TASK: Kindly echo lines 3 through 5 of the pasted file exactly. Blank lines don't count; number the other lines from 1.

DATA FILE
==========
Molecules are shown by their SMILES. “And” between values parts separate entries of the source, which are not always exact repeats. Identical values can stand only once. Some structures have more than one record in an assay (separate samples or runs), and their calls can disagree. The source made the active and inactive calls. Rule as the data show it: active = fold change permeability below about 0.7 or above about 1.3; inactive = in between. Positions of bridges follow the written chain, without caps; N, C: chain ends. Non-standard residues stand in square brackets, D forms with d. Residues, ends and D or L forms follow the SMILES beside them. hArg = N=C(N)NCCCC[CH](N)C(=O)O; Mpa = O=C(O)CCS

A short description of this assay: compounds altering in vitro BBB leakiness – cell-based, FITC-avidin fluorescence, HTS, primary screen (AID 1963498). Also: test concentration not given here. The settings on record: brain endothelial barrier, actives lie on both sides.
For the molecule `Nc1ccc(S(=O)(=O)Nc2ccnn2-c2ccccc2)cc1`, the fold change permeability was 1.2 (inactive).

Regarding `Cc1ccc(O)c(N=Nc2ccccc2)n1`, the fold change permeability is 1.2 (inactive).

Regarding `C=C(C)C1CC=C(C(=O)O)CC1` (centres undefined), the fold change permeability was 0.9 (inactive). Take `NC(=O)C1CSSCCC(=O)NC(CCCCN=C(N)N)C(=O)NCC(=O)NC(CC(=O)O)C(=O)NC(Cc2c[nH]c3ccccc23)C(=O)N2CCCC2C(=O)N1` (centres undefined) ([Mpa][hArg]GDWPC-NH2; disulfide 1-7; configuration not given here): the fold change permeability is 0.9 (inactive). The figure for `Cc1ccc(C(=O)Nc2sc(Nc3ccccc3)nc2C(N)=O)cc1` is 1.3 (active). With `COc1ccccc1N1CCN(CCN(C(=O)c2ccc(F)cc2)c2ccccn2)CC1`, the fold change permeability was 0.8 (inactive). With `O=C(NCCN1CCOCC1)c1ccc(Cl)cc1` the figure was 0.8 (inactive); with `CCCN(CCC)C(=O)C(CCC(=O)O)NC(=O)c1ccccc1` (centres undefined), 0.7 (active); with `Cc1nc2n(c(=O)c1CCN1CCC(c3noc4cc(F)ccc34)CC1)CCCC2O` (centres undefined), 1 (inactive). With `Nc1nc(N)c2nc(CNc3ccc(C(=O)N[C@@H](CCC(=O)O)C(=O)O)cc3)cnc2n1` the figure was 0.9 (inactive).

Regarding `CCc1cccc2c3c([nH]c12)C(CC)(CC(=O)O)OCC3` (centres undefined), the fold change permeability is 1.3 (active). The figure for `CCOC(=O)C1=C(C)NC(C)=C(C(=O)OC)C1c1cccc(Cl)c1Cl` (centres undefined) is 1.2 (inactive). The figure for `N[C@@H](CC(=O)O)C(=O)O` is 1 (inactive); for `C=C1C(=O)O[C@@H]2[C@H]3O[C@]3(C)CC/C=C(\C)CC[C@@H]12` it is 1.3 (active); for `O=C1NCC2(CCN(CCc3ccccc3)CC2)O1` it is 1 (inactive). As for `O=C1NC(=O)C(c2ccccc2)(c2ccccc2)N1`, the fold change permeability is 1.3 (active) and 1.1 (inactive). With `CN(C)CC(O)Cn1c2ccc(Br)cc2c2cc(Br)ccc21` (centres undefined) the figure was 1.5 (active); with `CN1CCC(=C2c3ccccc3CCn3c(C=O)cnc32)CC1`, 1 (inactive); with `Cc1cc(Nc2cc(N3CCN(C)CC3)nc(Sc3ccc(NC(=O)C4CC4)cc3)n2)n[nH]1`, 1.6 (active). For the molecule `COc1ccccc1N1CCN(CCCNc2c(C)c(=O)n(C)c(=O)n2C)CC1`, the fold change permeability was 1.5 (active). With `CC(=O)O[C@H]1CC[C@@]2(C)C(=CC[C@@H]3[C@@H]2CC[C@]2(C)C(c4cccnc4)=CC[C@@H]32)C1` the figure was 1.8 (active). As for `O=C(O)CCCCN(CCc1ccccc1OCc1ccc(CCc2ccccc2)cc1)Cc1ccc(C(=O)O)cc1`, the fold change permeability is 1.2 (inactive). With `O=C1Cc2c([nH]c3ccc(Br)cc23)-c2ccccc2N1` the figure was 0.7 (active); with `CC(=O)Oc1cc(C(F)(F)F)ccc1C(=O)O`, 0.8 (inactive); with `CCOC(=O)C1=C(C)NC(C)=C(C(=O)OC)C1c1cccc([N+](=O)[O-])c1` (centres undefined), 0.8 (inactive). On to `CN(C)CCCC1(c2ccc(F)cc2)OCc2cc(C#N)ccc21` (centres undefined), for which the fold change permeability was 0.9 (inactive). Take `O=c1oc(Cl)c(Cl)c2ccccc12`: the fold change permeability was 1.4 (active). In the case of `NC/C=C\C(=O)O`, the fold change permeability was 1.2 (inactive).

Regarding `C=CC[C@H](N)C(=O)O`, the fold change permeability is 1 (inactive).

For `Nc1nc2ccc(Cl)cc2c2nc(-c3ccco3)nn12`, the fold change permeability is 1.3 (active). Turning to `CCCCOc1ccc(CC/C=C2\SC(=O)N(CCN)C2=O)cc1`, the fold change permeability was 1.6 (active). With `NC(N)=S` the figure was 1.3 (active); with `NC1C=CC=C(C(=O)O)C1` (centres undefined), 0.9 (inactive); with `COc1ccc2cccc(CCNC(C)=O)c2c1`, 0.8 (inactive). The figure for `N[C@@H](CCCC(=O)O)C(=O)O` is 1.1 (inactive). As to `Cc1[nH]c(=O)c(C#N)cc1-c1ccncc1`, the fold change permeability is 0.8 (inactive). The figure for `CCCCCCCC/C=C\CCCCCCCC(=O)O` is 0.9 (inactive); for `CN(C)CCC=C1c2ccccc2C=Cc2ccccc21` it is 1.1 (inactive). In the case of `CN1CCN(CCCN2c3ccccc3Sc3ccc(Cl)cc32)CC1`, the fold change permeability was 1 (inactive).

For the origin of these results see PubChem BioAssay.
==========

For the molecule `Nc1ccc(S(=O)(=O)Nc2ccnn2-c2ccccc2)cc1`, the fold change permeability was 1.2 (inactive).

Regarding `Cc1ccc(O)c(N=Nc2ccccc2)n1`, the fold change permeability is 1.2 (inactive).

Regarding `C=C(C)C1CC=C(C(=O)O)CC1` (centres undefined), the fold change permeability was 0.9 (inactive). Take `NC(=O)C1CSSCCC(=O)NC(CCCCN=C(N)N)C(=O)NCC(=O)NC(CC(=O)O)C(=O)NC(Cc2c[nH]c3ccccc23)C(=O)N2CCCC2C(=O)N1` (centres undefined) ([Mpa][hArg]GDWPC-NH2; disulfide 1-7; configuration not given here): the fold change permeability is 0.9 (inactive). The figure for `Cc1ccc(C(=O)Nc2sc(Nc3ccccc3)nc2C(N)=O)cc1` is 1.3 (active). With `COc1ccccc1N1CCN(CCN(C(=O)c2ccc(F)cc2)c2ccccn2)CC1`, the fold change permeability was 0.8 (inactive). With `O=C(NCCN1CCOCC1)c1ccc(Cl)cc1` the figure was 0.8 (inactive); with `CCCN(CCC)C(=O)C(CCC(=O)O)NC(=O)c1ccccc1` (centres undefined), 0.7 (active); with `Cc1nc2n(c(=O)c1CCN1CCC(c3noc4cc(F)ccc34)CC1)CCCC2O` (centres undefined), 1 (inactive). With `Nc1nc(N)c2nc(CNc3ccc(C(=O)N[C@@H](CCC(=O)O)C(=O)O)cc3)cnc2n1` the figure was 0.9 (inactive).